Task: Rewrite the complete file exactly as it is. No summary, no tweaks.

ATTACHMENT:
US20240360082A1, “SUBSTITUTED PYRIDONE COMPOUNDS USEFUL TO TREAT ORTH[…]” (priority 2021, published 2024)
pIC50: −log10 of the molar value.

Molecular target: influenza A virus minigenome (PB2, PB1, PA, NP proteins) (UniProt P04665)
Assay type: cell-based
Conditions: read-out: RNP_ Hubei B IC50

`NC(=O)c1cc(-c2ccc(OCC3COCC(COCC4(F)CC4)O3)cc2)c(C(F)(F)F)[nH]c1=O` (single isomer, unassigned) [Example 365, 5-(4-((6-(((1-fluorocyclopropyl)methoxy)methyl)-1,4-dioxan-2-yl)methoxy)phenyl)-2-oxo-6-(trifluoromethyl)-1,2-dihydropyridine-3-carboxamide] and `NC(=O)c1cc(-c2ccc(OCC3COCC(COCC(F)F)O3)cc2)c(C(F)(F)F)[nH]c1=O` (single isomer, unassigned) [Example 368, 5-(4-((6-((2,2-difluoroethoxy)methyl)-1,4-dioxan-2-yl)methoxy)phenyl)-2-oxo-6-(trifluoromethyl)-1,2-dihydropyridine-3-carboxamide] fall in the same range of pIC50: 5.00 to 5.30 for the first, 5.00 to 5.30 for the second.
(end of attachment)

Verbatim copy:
US20240360082A1, “SUBSTITUTED PYRIDONE COMPOUNDS USEFUL TO TREAT ORTH[…]” (priority 2021, published 2024)
pIC50: −log10 of the molar value.

Molecular target: influenza A virus minigenome (PB2, PB1, PA, NP proteins) (UniProt P04665)
Assay type: cell-based
Conditions: read-out: RNP_ Hubei B IC50

`NC(=O)c1cc(-c2ccc(OCC3COCC(COCC4(F)CC4)O3)cc2)c(C(F)(F)F)[nH]c1=O` (single isomer, unassigned) [Example 365, 5-(4-((6-(((1-fluorocyclopropyl)methoxy)methyl)-1,4-dioxan-2-yl)methoxy)phenyl)-2-oxo-6-(trifluoromethyl)-1,2-dihydropyridine-3-carboxamide] and `NC(=O)c1cc(-c2ccc(OCC3COCC(COCC(F)F)O3)cc2)c(C(F)(F)F)[nH]c1=O` (single isomer, unassigned) [Example 368, 5-(4-((6-((2,2-difluoroethoxy)methyl)-1,4-dioxan-2-yl)methoxy)phenyl)-2-oxo-6-(trifluoromethyl)-1,2-dihydropyridine-3-carboxamide] fall in the same range of pIC50: 5.00 to 5.30 for the first, 5.00 to 5.30 for the second.